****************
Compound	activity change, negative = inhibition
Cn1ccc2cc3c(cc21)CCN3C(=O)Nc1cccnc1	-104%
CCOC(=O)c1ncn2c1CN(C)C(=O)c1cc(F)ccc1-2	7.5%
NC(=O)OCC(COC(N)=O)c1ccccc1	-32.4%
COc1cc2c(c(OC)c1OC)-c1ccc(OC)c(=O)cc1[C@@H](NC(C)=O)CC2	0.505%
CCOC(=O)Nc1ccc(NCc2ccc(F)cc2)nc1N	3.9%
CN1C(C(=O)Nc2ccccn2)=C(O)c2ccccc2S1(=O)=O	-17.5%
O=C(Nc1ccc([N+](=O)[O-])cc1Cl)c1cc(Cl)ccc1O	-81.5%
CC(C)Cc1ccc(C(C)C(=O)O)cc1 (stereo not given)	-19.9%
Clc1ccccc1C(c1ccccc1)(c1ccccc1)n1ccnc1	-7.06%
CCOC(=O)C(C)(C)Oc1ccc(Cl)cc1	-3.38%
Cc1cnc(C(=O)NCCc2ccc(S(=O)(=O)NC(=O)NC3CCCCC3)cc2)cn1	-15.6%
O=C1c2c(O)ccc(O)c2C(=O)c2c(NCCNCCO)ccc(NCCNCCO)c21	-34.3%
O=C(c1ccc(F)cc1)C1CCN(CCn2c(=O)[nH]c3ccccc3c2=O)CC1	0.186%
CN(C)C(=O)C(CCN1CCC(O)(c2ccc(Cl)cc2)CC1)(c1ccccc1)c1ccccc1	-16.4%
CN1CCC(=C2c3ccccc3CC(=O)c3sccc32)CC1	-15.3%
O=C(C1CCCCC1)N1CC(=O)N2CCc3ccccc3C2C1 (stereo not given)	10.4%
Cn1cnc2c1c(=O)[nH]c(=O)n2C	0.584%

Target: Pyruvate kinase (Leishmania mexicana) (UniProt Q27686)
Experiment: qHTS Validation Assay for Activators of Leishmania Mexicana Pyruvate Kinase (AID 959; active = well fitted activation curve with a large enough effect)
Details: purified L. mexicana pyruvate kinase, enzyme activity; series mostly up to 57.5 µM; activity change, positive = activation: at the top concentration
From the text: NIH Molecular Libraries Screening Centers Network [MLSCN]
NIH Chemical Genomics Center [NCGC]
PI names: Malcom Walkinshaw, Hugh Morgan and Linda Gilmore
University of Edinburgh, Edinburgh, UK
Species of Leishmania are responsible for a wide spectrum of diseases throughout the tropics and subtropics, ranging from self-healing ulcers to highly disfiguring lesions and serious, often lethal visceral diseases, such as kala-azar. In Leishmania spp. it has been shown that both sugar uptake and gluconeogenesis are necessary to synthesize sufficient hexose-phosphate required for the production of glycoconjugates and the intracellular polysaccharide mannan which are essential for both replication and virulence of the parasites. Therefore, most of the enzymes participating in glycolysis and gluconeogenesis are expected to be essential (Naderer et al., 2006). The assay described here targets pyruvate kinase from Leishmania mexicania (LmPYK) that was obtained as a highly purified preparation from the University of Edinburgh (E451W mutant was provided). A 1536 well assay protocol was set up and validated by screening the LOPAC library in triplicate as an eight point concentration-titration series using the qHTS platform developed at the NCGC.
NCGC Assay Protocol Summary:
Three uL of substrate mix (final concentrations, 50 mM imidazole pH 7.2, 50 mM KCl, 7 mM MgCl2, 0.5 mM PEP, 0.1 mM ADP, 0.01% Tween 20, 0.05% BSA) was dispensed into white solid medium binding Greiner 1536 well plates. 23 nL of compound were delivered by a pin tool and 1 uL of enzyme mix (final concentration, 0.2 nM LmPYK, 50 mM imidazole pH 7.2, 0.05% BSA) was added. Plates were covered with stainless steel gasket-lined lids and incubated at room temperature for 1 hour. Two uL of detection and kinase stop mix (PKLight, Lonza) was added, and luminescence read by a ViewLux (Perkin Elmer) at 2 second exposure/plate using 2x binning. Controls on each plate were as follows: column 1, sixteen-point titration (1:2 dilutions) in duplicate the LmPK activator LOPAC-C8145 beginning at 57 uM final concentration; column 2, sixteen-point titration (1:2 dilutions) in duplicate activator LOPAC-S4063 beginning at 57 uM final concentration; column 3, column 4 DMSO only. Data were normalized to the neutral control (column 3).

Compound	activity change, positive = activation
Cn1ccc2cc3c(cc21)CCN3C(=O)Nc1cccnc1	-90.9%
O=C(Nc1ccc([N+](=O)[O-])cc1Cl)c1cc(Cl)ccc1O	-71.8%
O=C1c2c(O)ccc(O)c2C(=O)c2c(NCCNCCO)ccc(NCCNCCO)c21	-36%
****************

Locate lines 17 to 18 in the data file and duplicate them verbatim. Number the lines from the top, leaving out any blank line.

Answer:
O=C(C1CCCCC1)N1CC(=O)N2CCc3ccccc3C2C1 (stereo not given)	10.4%
Cn1cnc2c1c(=O)[nH]c(=O)n2C	0.584%